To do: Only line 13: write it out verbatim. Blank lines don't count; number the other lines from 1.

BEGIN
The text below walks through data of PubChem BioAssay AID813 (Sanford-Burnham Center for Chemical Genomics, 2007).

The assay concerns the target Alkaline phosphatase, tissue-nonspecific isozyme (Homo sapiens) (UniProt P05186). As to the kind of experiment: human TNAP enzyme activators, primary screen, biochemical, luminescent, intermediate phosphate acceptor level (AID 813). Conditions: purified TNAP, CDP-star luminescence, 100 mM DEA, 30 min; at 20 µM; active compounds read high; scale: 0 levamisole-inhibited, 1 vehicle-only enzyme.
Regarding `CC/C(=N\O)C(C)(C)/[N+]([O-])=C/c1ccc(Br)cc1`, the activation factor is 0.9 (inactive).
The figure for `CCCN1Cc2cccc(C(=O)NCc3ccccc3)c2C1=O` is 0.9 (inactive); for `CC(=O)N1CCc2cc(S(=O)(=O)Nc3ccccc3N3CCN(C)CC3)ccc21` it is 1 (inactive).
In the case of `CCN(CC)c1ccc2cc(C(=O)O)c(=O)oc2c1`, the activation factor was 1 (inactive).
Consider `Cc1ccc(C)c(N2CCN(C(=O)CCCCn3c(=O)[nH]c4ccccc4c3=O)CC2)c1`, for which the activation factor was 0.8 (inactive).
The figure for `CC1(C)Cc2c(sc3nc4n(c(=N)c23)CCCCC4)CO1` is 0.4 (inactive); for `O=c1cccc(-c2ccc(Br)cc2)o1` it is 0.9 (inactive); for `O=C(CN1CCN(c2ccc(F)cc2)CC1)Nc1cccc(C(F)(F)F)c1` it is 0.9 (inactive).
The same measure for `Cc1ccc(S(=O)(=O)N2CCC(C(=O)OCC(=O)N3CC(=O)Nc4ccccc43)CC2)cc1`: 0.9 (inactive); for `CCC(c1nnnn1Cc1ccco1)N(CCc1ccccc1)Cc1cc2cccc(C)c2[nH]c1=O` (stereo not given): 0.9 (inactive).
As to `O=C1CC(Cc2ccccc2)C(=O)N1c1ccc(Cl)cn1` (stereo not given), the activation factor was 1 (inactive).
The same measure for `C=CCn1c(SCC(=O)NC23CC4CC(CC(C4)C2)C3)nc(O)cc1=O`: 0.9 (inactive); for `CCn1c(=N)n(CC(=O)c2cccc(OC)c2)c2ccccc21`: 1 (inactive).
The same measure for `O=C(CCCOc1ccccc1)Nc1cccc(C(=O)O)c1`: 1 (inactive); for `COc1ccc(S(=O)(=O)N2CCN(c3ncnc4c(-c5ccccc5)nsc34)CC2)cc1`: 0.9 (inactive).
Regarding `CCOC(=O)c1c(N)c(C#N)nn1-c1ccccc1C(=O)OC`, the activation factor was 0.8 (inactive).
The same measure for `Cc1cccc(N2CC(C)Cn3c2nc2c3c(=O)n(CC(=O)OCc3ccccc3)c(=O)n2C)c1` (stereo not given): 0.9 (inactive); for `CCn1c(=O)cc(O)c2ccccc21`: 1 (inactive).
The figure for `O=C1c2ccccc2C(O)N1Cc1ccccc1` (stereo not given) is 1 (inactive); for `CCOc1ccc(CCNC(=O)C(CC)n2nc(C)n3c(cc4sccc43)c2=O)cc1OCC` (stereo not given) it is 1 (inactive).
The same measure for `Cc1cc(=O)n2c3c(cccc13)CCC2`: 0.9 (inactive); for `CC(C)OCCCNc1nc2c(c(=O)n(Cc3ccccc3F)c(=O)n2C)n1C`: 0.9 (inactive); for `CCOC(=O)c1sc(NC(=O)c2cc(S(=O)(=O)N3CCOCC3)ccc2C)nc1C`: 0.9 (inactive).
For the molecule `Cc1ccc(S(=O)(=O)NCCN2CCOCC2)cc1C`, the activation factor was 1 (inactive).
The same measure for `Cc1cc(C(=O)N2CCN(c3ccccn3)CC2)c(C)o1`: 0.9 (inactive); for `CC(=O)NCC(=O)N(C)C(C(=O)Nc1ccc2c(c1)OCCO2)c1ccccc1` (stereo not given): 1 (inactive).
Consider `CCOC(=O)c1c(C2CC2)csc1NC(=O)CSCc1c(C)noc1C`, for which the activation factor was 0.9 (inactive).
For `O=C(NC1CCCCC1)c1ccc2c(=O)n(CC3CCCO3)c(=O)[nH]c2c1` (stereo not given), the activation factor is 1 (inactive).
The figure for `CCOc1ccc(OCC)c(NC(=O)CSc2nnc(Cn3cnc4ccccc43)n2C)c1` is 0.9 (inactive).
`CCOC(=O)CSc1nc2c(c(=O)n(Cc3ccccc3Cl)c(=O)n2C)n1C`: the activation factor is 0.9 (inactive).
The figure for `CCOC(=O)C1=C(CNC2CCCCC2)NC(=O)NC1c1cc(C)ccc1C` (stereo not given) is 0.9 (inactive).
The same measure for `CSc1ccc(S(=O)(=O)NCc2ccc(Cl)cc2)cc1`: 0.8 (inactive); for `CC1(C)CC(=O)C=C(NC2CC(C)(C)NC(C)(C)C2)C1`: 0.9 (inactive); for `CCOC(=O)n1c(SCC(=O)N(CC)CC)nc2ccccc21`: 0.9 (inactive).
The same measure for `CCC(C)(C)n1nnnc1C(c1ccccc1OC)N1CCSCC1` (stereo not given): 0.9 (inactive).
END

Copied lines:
The same measure for `Cc1cccc(N2CC(C)Cn3c2nc2c3c(=O)n(CC(=O)OCc3ccccc3)c(=O)n2C)c1` (stereo not given): 0.9 (inactive); for `CCn1c(=O)cc(O)c2ccccc21`: 1 (inactive).